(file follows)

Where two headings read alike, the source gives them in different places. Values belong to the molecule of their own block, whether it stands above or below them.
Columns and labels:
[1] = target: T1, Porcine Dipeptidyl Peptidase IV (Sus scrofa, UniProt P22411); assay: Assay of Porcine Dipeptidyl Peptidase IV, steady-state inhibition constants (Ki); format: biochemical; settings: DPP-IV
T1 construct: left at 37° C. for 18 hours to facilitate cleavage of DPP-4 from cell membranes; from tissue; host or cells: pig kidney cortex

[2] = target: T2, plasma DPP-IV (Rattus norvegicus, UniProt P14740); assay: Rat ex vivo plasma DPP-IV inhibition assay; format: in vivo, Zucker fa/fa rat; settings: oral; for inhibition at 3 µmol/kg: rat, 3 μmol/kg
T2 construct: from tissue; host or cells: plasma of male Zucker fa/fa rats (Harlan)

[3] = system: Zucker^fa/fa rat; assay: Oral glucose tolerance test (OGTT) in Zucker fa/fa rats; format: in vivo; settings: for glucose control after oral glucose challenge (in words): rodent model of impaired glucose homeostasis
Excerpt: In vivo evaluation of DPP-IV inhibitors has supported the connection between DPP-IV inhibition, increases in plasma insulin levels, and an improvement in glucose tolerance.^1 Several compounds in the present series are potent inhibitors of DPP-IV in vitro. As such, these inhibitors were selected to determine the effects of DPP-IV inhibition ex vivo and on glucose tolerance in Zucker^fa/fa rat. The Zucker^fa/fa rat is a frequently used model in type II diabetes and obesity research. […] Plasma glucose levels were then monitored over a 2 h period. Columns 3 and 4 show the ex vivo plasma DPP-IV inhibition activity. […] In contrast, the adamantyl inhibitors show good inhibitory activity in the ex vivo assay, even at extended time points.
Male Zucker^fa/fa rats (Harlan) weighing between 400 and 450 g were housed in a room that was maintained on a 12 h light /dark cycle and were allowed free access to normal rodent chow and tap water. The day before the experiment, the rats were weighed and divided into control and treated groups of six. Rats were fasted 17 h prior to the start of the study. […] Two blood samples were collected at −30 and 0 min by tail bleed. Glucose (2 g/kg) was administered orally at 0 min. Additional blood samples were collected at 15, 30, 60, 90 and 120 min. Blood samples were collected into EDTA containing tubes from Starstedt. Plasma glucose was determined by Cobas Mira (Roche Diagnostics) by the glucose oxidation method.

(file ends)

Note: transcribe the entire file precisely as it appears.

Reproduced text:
Where two headings read alike, the source gives them in different places. Values belong to the molecule of their own block, whether it stands above or below them.
Columns and labels:
[1] = target: T1, Porcine Dipeptidyl Peptidase IV (Sus scrofa, UniProt P22411); assay: Assay of Porcine Dipeptidyl Peptidase IV, steady-state inhibition constants (Ki); format: biochemical; settings: DPP-IV
T1 construct: left at 37° C. for 18 hours to facilitate cleavage of DPP-4 from cell membranes; from tissue; host or cells: pig kidney cortex

[2] = target: T2, plasma DPP-IV (Rattus norvegicus, UniProt P14740); assay: Rat ex vivo plasma DPP-IV inhibition assay; format: in vivo, Zucker fa/fa rat; settings: oral; for inhibition at 3 µmol/kg: rat, 3 μmol/kg
T2 construct: from tissue; host or cells: plasma of male Zucker fa/fa rats (Harlan)

[3] = system: Zucker^fa/fa rat; assay: Oral glucose tolerance test (OGTT) in Zucker fa/fa rats; format: in vivo; settings: for glucose control after oral glucose challenge (in words): rodent model of impaired glucose homeostasis
Excerpt: In vivo evaluation of DPP-IV inhibitors has supported the connection between DPP-IV inhibition, increases in plasma insulin levels, and an improvement in glucose tolerance.^1 Several compounds in the present series are potent inhibitors of DPP-IV in vitro. As such, these inhibitors were selected to determine the effects of DPP-IV inhibition ex vivo and on glucose tolerance in Zucker^fa/fa rat. The Zucker^fa/fa rat is a frequently used model in type II diabetes and obesity research. […] Plasma glucose levels were then monitored over a 2 h period. Columns 3 and 4 show the ex vivo plasma DPP-IV inhibition activity. […] In contrast, the adamantyl inhibitors show good inhibitory activity in the ex vivo assay, even at extended time points.
Male Zucker^fa/fa rats (Harlan) weighing between 400 and 450 g were housed in a room that was maintained on a 12 h light /dark cycle and were allowed free access to normal rodent chow and tap water. The day before the experiment, the rats were weighed and divided into control and treated groups of six. Rats were fasted 17 h prior to the start of the study. […] Two blood samples were collected at −30 and 0 min by tail bleed. Glucose (2 g/kg) was administered orally at 0 min. Additional blood samples were collected at 15, 30, 60, 90 and 120 min. Blood samples were collected into EDTA containing tubes from Starstedt. Plasma glucose was determined by Cobas Mira (Roche Diagnostics) by the glucose oxidation method.